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Islamists Take Over Ethiopian Bases in Mogadishu

In Somalia, Islamist fighters loyal to the Islamic Courts Union have taken control of several bases vacated by Ethiopian troops in the Somali capital. Mogadishu remains tense amid fears that militant al-Shabab fighters could launch attacks against moderate Islamists and African Union peacekeepers for control of the city.

Residents in the capital, Mogadishu, say the Islamic Courts Union militia have tightened security and are now in charge of most positions in the city.

The ICU took over six bases on Thursday, as Ethiopia pulled the last of its forces out of the capital and ended its two year-long mission to protect the country's weak transitional federal government. The ICU was thrown out of power by Ethiopia in late 2006.

Government troops are reportedly in charge of two former Ethiopian bases in the southern end of the capital and some 3,000 African Union peacekeepers from Uganda and Burundi are guarding the presidential palace, the city's airport and the seaport.

But Mogadishu remains far from settled, following threats by the al-Qaida-linked militant group al-Shabab to continue their attacks on the African Union mission known as AMISOM. Al-Shabab's spokesman Muktar Robow says his group sees no difference between Ethiopian troops and AMISOM peacekeepers.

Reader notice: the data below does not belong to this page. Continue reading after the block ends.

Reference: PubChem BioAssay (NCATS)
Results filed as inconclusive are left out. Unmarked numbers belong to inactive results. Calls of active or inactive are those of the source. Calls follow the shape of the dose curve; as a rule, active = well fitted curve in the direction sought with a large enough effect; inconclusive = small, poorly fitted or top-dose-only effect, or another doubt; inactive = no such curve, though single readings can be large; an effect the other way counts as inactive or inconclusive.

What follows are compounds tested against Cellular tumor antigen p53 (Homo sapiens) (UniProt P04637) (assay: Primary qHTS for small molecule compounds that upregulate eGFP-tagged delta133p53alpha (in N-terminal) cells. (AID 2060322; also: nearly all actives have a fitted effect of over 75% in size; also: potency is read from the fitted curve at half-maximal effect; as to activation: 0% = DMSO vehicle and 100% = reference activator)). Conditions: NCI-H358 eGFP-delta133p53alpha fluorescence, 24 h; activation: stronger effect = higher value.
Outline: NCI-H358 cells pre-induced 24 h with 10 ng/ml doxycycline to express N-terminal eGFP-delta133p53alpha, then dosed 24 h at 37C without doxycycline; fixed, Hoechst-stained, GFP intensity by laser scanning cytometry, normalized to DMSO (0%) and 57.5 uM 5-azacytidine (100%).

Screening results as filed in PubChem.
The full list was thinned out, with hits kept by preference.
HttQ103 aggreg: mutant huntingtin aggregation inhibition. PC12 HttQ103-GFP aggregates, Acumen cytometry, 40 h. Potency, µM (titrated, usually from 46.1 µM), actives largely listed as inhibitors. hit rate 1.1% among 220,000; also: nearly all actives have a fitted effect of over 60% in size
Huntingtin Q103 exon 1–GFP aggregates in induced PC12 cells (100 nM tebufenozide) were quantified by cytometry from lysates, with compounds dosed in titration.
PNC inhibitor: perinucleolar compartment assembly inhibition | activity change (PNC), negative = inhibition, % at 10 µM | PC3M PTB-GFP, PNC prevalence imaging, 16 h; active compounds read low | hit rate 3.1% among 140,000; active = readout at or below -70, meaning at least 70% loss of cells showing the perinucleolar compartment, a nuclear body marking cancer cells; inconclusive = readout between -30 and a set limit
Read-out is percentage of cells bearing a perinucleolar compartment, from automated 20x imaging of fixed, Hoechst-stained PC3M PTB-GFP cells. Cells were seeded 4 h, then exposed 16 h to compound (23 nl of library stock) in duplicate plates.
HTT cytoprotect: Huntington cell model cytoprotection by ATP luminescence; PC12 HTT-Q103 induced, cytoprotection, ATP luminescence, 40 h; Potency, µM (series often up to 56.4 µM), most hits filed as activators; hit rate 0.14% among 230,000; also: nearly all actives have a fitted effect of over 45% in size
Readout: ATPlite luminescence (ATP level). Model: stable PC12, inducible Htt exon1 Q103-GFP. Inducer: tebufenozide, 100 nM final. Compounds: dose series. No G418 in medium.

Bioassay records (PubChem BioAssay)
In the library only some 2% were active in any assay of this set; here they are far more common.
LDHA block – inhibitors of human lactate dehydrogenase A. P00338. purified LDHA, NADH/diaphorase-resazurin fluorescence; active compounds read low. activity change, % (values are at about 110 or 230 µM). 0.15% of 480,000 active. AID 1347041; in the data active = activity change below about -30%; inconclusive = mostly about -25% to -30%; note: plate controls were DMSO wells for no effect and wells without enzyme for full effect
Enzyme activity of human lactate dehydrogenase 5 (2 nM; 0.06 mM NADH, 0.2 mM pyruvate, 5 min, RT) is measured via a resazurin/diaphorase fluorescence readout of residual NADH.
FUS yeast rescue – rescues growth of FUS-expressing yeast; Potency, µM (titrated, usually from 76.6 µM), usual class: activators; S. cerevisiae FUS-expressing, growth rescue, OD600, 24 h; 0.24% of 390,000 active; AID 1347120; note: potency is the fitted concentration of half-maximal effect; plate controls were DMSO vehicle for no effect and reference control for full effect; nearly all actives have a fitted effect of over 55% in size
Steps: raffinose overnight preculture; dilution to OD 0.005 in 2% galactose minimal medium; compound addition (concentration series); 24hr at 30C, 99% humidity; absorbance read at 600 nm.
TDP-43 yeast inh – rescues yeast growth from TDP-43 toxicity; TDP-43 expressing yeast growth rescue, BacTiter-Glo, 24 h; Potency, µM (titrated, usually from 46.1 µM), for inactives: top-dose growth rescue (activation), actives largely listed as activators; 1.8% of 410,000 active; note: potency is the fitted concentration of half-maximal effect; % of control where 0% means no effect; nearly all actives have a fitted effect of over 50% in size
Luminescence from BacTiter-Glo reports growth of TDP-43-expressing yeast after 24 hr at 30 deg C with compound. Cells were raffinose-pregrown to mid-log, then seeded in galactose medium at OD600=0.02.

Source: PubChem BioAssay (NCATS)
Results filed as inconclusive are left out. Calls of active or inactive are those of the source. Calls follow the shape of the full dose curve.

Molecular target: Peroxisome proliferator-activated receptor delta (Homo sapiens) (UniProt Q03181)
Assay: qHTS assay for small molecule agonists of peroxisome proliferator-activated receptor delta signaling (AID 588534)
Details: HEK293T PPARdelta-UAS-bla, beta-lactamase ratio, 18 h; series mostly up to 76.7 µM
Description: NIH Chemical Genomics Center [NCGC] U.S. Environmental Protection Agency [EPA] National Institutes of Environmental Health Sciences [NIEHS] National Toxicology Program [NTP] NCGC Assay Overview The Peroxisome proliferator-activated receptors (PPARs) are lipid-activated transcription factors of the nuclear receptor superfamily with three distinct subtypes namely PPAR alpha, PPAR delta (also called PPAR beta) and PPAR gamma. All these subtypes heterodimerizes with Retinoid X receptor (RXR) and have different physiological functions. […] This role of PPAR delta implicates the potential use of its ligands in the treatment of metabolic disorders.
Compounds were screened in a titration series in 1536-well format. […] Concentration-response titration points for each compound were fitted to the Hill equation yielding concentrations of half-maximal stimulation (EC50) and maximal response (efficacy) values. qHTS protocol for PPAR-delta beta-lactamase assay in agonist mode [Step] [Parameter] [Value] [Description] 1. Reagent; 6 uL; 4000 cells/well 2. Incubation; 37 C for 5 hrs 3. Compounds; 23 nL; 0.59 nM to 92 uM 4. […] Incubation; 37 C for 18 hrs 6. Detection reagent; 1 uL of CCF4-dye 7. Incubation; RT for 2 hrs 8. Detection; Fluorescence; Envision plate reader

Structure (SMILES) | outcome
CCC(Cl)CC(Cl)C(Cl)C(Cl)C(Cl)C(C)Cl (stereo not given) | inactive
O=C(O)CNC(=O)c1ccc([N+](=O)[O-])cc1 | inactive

Robow says al-Shabab fighters will now concentrate their attacks on peacekeepers unless AMISOM agrees to leave Somalia immediately.

AMISOM spokesman, Ugandan army Major Barigye Ba-Hoku dismissed the threat, saying al-Shabab is trying to spoil an opportunity for Somalis to end the insurgency and achieve stability.

"Muktar Robow said that they are not interested in peace," he said. "They are going to continue fighting. Whom are they going to fight? Because, all along, the argument has been, 'We are fighting an occupation of force from Ethiopia.' AMISOM is not in any way, and will never be in any way, an occupation force."

It is not known if the ICU militia in Mogadishu includes members of al-Shabab. The radical group, which has vowed to turn Somalia into a strict Islamic state, functioned as the military wing of the ICU before it split off in 2007. Al-Shabab and ICU fighters often fought side-by-side in the past two years. But they have recently emerged as rivals.

With Ethiopians out of the capital, there have been indications that many Islamist insurgents, clerics, and residents want an end to the conflict, which has killed some 16,000 civilians and has left one-third of the country's population in need of food aid.

Some clerics have publicly criticized al-Shabab's militant stance on AMISOM, highlighting a widening rift between moderate and hard-line Islamists on the way forward.

Many moderates are leaning toward supporting a Djibouti-based Islamist opposition faction called the Alliance for the Re-liberation of Somalia. The political alliance, led by former ICU leader Sheik Sharif Sheik Ahmed, was initially criticized for signing a U.N.-sponsored peace accord with the Ethiopia-backed government. Many Somalis did not believe Ethiopia would follow through on its promise to withdraw and allow a joint force of Islamist fighters and government troops to take over security.

But Al-Shabab and another hard-line Somali Islamist group, based in Asmara, Eritrea, have refused to participate in the peace process, prompting fears that a prolonged power struggle within the Islamist movement is yet to come.